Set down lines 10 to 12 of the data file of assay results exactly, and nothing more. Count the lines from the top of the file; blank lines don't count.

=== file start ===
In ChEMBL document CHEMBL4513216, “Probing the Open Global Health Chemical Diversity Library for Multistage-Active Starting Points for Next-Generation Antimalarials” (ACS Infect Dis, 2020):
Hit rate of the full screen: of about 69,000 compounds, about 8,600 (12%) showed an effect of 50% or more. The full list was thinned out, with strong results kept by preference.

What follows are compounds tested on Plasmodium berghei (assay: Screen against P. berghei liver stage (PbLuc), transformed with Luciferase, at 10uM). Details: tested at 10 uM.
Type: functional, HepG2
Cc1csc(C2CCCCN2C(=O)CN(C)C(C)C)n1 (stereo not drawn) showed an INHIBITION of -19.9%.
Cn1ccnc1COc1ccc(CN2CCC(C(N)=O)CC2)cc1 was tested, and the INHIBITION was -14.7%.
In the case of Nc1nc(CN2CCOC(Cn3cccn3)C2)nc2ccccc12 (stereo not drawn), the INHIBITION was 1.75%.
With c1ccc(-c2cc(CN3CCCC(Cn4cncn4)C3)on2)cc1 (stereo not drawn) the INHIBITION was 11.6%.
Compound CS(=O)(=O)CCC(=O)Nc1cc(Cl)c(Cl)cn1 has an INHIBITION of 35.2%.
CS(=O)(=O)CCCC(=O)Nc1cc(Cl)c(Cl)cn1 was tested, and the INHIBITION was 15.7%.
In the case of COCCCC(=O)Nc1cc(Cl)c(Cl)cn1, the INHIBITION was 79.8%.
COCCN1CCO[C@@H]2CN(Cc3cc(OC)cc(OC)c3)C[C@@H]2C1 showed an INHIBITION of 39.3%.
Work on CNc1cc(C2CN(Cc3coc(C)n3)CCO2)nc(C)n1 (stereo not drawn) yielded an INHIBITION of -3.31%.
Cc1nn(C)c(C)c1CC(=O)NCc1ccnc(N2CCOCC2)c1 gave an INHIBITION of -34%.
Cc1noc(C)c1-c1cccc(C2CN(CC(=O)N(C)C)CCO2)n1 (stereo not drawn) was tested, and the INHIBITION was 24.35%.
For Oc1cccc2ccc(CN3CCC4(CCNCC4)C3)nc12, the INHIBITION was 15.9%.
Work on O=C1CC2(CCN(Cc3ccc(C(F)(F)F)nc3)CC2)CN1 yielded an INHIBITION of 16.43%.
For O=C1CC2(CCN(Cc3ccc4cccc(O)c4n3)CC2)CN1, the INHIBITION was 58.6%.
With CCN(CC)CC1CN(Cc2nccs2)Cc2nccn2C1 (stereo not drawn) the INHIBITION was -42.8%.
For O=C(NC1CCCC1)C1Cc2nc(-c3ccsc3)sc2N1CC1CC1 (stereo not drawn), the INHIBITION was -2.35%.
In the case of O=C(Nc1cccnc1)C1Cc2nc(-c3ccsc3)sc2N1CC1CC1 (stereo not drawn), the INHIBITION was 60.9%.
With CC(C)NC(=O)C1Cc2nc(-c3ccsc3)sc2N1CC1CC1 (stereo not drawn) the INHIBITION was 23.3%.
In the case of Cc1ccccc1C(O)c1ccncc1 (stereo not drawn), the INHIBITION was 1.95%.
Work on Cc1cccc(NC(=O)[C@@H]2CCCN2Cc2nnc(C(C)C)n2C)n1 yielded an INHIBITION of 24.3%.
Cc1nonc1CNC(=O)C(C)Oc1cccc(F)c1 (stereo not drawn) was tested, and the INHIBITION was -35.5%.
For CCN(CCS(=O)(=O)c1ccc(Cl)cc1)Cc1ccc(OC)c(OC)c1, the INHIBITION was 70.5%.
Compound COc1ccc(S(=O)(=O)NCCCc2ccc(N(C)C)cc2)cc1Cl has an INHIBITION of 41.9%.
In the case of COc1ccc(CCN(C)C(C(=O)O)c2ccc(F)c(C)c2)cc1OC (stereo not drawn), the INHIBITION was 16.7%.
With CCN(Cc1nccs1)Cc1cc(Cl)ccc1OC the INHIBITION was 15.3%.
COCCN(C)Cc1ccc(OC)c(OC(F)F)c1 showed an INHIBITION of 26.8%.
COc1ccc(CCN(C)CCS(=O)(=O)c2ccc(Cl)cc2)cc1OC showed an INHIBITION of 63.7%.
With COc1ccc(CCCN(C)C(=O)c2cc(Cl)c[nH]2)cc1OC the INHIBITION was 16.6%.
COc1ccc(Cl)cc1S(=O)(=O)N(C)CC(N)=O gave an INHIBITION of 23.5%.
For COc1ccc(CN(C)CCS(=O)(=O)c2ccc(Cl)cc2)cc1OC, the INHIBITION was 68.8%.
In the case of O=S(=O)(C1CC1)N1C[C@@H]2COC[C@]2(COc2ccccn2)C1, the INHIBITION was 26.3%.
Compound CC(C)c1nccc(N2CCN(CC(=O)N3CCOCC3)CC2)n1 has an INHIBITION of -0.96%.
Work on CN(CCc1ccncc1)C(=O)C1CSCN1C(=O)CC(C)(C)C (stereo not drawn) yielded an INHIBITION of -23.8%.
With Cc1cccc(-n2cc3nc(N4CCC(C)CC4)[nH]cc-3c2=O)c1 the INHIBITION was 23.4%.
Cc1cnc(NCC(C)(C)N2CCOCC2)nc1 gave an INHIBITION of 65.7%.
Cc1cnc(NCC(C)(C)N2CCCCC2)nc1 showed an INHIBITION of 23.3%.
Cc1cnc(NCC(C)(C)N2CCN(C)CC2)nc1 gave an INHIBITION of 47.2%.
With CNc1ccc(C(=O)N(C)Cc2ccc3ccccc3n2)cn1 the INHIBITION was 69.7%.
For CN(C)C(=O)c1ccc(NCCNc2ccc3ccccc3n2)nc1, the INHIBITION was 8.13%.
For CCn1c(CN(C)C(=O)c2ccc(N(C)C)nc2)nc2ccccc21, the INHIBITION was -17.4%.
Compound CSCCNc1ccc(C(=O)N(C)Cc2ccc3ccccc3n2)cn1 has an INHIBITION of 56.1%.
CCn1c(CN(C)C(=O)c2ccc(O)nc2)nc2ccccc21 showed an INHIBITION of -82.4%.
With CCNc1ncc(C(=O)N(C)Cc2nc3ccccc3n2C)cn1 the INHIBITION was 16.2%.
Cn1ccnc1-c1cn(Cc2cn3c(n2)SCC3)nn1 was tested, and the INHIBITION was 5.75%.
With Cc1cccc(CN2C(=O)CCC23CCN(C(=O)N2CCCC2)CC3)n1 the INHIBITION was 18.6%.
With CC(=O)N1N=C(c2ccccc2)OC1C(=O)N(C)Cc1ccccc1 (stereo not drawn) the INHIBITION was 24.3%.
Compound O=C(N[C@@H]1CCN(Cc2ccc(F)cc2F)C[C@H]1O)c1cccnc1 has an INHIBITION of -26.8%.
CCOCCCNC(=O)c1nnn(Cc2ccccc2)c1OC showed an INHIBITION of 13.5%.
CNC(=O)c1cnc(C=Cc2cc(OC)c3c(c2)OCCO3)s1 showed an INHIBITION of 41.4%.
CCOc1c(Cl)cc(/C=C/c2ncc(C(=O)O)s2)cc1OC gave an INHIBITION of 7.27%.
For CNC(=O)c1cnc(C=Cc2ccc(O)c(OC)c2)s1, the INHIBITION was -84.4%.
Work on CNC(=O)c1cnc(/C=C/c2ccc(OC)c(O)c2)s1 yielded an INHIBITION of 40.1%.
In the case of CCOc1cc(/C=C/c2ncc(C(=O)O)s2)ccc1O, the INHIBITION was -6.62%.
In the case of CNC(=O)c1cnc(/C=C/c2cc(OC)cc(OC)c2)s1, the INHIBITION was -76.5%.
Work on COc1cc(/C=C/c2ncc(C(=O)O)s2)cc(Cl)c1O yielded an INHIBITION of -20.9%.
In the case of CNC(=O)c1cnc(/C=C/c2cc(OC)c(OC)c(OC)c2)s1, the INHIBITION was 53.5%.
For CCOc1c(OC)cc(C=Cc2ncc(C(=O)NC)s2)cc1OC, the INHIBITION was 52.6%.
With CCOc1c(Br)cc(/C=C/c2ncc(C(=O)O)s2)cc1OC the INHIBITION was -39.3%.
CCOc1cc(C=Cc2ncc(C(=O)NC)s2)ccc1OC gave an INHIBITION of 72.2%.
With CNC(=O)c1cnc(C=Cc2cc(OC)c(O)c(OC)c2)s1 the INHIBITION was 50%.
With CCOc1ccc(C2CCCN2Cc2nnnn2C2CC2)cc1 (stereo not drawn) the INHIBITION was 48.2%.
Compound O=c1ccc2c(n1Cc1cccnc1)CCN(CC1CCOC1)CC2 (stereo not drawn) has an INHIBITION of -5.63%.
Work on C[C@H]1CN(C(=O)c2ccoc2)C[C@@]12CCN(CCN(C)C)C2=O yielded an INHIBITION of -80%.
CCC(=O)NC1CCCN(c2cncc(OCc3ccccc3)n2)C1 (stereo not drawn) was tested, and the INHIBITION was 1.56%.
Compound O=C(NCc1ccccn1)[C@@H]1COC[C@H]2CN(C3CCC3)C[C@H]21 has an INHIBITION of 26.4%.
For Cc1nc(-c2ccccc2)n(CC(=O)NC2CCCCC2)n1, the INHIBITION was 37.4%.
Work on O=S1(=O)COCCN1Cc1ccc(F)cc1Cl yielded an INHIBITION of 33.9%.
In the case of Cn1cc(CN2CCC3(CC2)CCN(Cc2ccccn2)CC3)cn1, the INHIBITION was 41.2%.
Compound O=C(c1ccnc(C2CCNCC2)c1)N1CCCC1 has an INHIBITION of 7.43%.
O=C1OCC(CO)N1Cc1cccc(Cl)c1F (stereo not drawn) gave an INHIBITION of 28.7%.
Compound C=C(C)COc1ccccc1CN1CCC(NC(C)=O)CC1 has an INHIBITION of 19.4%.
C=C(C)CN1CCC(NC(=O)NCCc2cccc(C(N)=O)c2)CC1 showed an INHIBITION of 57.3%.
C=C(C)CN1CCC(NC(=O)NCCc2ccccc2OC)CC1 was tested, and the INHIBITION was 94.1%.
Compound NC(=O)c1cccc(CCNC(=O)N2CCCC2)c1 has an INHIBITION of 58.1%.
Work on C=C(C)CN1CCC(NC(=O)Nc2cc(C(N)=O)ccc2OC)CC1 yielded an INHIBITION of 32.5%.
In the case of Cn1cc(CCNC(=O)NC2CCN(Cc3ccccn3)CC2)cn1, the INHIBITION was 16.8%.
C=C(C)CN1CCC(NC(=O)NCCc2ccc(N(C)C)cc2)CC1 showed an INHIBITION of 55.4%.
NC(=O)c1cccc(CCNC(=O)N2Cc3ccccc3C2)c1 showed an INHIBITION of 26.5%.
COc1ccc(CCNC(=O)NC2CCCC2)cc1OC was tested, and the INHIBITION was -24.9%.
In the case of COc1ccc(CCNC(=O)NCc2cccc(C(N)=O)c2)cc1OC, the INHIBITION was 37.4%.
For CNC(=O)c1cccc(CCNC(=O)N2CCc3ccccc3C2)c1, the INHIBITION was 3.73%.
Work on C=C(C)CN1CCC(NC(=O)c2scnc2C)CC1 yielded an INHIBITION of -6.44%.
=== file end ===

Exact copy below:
CS(=O)(=O)CCCC(=O)Nc1cc(Cl)c(Cl)cn1 was tested, and the INHIBITION was 15.7%.
In the case of COCCCC(=O)Nc1cc(Cl)c(Cl)cn1, the INHIBITION was 79.8%.
COCCN1CCO[C@@H]2CN(Cc3cc(OC)cc(OC)c3)C[C@@H]2C1 showed an INHIBITION of 39.3%.